Gentle Reader: Since recorded time people have been baking bread and talking about it: ancient Egyptians in the 20th century BC, public ovens in Rome, and the Israelites as they journeyed through the wilderness. Writings abound with metaphors such as: the staff of life and the bread of the world– populating biblical parables and present day parallels.
Father Robert West, former abbot of Assumption Abbey taught me something his mother always did before cutting a fresh loaf of bread. She inverted the loaf and blessed the bread saying the trinity prayer while making a small cross with the tip of her knife. This practice grounds me spiritually and reminds me that North Dakota is the breadbasket of the world.
The loaf in the photo (or what remains of her gift) was made by my friend, Liz– a consummate cook and host. This hearty bread is graced with sunflower seeds throughout as well as crowned on top. Of course, I forgot to take a picture when it was still whole and in its presentation basket wrapped in a lovely French napkin. But like the bread of the ages Liz’s offering was shared with extended family at the lake this weekend, and a piece headed to Hazen while the remainder came back to two households in Bismarck.
I’ve made countless kinds of bread in my life from homemade buns, to quick bread, to caramel rolls, and dozens of loaves from Dakota Maid mixes in my bread machine (these are a product of our state-owned mill and elevator).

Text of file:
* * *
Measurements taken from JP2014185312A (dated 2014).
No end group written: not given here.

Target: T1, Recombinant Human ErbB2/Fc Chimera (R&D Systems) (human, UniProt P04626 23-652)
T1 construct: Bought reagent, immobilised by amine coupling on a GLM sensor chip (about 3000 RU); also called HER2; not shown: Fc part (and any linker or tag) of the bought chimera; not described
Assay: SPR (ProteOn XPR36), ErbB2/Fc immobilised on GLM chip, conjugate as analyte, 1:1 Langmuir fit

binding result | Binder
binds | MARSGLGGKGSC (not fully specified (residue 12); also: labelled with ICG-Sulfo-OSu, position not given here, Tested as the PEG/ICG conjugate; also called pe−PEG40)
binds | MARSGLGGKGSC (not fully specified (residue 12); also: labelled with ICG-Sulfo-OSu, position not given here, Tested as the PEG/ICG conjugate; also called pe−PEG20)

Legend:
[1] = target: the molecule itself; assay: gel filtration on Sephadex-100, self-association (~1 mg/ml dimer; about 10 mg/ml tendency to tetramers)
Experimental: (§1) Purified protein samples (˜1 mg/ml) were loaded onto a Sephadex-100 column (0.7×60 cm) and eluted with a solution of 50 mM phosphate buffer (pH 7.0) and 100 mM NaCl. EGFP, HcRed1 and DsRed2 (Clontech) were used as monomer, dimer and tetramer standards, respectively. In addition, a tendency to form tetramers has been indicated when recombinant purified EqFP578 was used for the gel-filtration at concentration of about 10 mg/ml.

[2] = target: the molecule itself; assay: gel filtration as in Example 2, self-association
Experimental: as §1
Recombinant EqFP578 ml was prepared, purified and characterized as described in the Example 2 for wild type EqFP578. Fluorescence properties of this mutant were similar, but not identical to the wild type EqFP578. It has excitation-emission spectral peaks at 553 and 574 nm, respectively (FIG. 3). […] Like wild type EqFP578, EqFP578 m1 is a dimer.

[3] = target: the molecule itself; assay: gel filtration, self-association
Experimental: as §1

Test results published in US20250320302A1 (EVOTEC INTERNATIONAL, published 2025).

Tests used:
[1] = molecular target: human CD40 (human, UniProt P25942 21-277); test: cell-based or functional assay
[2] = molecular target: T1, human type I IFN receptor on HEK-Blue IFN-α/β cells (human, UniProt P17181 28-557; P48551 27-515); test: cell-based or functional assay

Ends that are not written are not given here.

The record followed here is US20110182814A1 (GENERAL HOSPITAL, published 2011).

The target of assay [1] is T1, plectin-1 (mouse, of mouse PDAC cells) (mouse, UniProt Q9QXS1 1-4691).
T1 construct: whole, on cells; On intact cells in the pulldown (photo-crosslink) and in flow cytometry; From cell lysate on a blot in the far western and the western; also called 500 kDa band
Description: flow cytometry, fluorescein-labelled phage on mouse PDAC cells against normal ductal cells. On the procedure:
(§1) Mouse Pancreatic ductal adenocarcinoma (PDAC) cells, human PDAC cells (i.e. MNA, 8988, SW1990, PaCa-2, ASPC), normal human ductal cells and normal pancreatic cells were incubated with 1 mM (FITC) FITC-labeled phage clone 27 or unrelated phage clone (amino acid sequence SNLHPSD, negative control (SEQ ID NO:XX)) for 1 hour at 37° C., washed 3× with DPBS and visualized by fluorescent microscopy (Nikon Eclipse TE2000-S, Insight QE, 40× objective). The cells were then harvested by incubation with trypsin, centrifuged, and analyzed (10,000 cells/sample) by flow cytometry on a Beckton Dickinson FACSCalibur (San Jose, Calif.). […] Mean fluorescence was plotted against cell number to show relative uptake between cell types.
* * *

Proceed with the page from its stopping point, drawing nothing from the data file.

I just realized I never make bread without giving part of it away.
I’ll confess that I really don’t have much patience for the act of serious bread making nor does my waist-line have the tolerance for much consumption. However, the best bread I’ve ever eaten (EVER!) was the bread bought at the village street markets in Provence France. Their flour and baking technique allow the bread to blister on the surface which is the sign that the bread has achieved the proper rise and temperature while baking. One simply does not buy loaves without that characteristic.
Fast forward to today and imagine me grumbling as I scour every loaf of French bread in the supermarket looking for any hint of blisters and the store employee looking at me like I’ve swallowed yeast whole. So, my dear Julia Child, this foodie shall replay your DVR program on baking bread and give it a go. Bon Appétit!